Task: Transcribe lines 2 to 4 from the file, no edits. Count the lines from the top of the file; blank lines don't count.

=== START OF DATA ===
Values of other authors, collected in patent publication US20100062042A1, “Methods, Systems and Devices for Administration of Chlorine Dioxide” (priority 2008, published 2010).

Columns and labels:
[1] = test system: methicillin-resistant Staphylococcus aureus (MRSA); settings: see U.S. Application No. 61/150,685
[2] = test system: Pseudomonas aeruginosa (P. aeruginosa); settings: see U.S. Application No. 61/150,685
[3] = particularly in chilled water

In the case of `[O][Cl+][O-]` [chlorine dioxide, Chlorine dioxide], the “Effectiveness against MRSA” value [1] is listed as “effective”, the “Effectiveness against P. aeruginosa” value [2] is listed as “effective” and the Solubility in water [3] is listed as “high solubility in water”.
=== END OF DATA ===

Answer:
Columns and labels:
[1] = test system: methicillin-resistant Staphylococcus aureus (MRSA); settings: see U.S. Application No. 61/150,685
[2] = test system: Pseudomonas aeruginosa (P. aeruginosa); settings: see U.S. Application No. 61/150,685